AimTo compare the effectiveness of an in-line EtCO2 detector (DET) and a quantitative EtCO2 detector (CAP), both attached to a t-piece resuscitator, during PPV via a face mask.
MethodsPaediatric trainees were randomly assigned to determine the method of PPV they commenced with (No device (ND), DET or CAP). Participants used each method for 2min. Participants were video-recorded to determine the amount of effective ventilations delivered with each method.
ResultsTwenty-three paediatric trainees provided a total of 6035 ventilations, and 91.2% were deemed effective. The percentages of median effective ventilations with the ND, the DET and the CAP were 91.0%, 93.0% and 94.0%, respectively. Fourteen (61%) of the trainees indicated a preference for the DET method, 8 (35%) for the CAP method, and 1(4%) of the trainees indicated a preference for the ND method. Capnography was the most effective method per patient.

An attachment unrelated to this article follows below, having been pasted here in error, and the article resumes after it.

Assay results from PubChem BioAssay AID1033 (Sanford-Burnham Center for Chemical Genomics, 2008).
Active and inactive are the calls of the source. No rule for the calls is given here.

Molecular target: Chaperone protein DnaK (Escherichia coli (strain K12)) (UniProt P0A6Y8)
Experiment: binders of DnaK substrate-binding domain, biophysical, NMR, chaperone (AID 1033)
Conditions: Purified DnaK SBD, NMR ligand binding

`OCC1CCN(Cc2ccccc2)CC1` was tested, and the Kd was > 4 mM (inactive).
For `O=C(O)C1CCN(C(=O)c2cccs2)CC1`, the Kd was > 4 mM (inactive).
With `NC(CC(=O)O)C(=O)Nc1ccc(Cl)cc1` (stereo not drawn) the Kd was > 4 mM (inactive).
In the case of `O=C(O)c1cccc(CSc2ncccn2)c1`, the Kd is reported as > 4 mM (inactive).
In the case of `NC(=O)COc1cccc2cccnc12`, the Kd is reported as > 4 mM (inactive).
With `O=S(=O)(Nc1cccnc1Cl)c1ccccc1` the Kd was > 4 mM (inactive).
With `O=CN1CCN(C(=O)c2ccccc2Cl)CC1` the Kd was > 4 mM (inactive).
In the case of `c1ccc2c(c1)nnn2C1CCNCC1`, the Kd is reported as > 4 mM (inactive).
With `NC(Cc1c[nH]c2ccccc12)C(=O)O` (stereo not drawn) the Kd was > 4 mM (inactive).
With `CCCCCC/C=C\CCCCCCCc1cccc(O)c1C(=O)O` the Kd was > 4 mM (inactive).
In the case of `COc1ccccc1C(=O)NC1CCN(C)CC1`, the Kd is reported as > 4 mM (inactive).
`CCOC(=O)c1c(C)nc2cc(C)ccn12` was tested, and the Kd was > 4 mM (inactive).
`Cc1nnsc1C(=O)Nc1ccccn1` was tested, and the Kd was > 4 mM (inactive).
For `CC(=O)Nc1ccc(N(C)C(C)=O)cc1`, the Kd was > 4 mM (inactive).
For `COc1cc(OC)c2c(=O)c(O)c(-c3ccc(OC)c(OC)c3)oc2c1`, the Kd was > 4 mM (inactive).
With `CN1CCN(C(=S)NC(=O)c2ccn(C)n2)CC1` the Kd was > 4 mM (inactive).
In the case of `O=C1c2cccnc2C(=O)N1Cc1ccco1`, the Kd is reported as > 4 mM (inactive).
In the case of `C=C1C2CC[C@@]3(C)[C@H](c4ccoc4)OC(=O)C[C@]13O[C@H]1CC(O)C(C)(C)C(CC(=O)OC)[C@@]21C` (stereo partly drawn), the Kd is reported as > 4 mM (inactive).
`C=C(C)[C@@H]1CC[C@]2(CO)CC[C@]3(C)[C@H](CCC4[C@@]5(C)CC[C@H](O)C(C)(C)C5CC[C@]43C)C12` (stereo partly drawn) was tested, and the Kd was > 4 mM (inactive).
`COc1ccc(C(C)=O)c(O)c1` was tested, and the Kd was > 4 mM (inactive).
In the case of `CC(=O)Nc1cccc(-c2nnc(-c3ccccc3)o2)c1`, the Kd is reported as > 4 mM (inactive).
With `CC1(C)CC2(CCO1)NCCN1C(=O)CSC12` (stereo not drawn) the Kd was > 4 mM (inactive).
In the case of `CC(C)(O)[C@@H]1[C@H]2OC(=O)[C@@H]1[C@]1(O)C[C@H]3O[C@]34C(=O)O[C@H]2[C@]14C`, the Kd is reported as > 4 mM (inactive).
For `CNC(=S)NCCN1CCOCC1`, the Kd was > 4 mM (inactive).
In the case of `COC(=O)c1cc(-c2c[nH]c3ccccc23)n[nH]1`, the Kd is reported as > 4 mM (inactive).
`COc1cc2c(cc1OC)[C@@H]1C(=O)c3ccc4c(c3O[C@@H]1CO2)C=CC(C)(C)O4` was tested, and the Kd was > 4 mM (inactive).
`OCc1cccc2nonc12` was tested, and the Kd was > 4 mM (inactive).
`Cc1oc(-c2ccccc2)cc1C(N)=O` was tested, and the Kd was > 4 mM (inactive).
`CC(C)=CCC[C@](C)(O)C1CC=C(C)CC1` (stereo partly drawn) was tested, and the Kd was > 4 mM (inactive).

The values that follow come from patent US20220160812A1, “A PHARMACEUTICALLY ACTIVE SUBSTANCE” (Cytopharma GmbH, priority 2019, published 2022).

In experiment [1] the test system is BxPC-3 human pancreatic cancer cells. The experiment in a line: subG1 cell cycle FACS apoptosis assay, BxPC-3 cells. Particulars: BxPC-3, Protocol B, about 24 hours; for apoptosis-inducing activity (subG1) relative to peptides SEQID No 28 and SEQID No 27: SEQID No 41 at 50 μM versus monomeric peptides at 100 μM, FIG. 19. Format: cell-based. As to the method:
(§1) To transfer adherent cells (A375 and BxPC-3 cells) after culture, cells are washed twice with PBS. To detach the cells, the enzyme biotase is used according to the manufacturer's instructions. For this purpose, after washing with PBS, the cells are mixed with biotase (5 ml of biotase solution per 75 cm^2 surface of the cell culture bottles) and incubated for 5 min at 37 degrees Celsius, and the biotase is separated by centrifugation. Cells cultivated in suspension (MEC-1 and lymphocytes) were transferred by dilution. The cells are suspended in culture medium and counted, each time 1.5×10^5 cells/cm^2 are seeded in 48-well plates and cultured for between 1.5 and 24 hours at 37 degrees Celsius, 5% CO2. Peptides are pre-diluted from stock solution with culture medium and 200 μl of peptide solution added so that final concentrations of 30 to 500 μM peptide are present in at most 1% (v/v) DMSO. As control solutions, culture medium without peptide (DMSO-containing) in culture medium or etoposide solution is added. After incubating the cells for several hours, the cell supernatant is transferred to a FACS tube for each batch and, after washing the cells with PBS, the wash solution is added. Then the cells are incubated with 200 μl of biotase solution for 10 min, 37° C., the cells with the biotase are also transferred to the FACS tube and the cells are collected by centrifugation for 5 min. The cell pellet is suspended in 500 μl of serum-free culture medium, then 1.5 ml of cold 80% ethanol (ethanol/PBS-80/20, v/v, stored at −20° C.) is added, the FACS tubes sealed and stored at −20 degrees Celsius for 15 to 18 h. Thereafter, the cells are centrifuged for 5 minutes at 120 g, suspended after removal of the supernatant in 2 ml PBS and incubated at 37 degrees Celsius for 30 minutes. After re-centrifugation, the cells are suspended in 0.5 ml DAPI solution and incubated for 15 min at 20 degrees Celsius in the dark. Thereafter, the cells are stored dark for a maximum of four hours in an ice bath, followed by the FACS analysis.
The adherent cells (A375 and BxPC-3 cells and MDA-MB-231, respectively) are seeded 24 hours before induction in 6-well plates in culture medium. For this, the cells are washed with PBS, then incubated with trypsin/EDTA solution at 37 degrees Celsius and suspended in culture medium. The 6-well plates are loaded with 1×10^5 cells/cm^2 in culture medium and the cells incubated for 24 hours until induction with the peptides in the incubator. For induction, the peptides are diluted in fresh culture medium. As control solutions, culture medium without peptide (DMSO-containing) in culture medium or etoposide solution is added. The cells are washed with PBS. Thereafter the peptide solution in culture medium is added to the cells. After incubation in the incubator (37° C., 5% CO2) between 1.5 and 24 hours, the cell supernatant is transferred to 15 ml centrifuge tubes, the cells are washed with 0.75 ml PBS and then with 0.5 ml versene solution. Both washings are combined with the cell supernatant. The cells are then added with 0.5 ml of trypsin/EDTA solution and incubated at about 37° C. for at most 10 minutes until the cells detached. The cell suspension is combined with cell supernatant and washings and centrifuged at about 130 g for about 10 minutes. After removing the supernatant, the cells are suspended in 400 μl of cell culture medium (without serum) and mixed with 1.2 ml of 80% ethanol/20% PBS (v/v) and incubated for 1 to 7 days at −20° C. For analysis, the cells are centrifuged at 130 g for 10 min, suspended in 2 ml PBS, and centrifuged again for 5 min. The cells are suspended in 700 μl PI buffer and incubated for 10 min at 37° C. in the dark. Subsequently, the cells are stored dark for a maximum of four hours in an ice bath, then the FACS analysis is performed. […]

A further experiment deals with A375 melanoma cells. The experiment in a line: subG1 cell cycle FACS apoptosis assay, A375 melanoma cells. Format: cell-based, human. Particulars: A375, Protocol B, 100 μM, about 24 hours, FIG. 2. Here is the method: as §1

ConclusionThere was no adverse effect with the addition of EtCO2 detectors. Trainees favoured methods of EtCO2 monitoring during ventilation. The NeoStat device was the preferred device by the majority. The greatest efficacy was achieved with the capnography device. Capnography may enhance face mask ventilation.